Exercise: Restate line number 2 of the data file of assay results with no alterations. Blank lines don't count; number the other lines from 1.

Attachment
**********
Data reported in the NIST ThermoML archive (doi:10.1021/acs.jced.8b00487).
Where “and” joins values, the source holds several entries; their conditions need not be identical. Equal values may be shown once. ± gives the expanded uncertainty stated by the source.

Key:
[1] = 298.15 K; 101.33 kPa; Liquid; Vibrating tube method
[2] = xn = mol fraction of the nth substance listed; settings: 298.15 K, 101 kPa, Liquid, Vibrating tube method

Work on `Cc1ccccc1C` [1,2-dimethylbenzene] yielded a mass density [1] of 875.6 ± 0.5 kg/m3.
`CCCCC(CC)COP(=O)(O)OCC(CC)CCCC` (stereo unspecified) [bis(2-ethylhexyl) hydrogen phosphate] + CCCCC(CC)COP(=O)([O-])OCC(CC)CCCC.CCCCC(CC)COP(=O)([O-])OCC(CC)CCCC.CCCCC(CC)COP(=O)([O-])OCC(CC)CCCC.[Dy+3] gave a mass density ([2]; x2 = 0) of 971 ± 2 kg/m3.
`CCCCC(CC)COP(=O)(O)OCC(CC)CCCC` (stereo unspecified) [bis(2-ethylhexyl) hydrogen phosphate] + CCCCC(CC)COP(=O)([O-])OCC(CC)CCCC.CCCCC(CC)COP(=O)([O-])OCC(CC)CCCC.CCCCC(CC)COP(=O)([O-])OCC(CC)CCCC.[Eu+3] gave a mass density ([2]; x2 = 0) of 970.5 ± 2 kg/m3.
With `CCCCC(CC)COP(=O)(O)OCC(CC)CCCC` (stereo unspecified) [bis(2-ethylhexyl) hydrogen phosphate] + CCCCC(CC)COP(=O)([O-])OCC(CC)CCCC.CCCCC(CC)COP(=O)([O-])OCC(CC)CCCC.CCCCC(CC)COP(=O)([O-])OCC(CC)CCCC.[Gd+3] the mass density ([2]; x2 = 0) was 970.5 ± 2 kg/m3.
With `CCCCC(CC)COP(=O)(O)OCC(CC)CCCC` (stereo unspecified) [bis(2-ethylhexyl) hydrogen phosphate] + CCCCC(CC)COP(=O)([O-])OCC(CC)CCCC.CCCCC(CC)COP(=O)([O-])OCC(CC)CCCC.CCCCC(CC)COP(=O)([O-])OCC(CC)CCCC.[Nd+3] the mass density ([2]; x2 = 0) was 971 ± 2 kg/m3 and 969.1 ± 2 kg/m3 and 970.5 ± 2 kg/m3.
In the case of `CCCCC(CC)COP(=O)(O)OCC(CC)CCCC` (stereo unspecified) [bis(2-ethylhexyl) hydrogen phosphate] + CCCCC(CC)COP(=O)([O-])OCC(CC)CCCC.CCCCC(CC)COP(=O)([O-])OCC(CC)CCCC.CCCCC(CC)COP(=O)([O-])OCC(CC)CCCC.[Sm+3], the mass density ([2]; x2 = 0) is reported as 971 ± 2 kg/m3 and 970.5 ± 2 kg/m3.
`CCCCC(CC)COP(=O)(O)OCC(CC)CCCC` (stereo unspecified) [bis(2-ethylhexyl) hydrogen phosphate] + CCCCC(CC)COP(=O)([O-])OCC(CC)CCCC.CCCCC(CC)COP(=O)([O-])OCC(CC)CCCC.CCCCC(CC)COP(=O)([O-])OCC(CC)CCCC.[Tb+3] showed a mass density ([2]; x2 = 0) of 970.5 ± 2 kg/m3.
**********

Where “and” joins values, the source holds several entries; their conditions need not be identical. Equal values may be shown once. ± gives the expanded uncertainty stated by the source.